Friday, September 16, 2005
William Shea was a program manager for a debt collection company who was having some problems at work. Shortly after being placed on a "performance improvement plan" -- a sure sign of potential trouble -- Shea reacted by using his computer skills to wreak havoc on the company's financial records. Shea was convicted for violating the federal computer crime statute, 18 U.S.C. Sec. 1030, as described in a press release (here) issued by the U.S. Attorney's Office for the Northern District of California:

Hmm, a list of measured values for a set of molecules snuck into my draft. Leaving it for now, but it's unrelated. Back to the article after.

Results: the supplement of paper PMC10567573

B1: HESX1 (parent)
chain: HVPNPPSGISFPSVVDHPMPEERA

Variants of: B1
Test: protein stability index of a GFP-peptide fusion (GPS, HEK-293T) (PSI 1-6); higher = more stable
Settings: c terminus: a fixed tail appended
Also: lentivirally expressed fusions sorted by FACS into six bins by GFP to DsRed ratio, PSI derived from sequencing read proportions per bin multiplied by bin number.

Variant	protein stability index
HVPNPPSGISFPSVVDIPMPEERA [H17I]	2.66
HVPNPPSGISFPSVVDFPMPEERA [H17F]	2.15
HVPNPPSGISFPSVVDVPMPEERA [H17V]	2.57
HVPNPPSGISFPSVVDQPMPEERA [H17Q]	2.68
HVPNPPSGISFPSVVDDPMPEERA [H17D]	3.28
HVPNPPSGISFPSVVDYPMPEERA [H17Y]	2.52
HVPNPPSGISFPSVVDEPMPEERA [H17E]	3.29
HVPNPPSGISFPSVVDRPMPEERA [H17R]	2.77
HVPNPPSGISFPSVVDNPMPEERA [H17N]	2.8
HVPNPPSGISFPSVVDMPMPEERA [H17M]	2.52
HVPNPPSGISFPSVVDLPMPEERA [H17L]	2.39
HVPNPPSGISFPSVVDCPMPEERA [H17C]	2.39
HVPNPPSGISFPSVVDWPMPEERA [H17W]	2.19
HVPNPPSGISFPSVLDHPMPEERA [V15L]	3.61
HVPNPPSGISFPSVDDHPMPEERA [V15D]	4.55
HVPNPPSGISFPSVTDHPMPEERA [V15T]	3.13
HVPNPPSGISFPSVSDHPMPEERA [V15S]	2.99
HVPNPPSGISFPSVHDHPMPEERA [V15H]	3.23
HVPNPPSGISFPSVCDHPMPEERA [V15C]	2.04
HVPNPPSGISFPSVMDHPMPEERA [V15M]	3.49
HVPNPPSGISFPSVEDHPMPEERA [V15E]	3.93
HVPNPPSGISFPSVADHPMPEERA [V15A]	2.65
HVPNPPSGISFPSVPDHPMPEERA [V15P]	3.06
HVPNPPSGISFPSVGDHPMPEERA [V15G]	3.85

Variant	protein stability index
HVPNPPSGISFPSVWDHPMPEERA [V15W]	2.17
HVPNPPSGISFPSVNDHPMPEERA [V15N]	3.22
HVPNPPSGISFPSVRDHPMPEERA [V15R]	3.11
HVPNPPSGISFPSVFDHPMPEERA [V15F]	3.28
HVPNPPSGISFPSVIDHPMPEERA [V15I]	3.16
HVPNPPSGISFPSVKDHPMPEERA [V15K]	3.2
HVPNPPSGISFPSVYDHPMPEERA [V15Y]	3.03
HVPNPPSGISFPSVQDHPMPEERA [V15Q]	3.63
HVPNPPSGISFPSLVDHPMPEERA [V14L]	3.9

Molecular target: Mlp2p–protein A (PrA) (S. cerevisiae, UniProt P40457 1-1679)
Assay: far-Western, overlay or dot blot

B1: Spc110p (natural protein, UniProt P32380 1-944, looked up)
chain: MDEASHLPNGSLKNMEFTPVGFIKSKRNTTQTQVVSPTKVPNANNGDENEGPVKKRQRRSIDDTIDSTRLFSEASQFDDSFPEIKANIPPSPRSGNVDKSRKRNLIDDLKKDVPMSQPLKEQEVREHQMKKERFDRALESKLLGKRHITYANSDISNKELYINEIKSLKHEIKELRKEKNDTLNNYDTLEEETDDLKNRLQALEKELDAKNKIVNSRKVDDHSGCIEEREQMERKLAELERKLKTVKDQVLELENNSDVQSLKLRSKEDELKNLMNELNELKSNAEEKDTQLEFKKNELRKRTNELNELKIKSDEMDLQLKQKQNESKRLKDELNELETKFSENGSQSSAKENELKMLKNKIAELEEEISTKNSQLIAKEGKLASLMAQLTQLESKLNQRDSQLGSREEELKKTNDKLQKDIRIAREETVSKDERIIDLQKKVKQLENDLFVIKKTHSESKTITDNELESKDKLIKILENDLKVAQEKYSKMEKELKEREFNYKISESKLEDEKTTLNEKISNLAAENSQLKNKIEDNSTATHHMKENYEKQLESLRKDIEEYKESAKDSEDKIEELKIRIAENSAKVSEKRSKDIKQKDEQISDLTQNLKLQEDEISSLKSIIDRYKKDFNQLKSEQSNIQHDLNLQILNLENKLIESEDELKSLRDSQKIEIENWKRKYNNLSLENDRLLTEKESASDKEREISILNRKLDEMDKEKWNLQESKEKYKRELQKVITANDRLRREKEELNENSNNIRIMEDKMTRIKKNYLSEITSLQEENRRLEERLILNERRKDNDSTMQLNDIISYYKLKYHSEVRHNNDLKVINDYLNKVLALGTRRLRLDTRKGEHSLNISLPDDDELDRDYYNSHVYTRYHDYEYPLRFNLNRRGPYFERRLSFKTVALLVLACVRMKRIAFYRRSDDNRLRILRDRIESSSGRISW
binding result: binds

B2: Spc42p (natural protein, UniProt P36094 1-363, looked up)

Evidence presented at the six-day trial showed that Mr. Shea was hired around August 2001 as a programmer and manager of the company’s specialized financial software computer network. In this position, Mr. Shea had administrative level access to and familiarity with the company’s computer systems, including the database server. After Mr. Shea was advised of adverse employment issues near the end of 2002, he was placed on a performance improvement plan on January 6, 2003. The evidence showed that a “time bomb” was placed onto the company’s network around that time. When the defendant failed to show up at work without any prior notice on January 17, 2003, he was terminated. Company officials did not know at the time that he had placed malicious code on the computer network that was set to delete and modify data at the end of the month.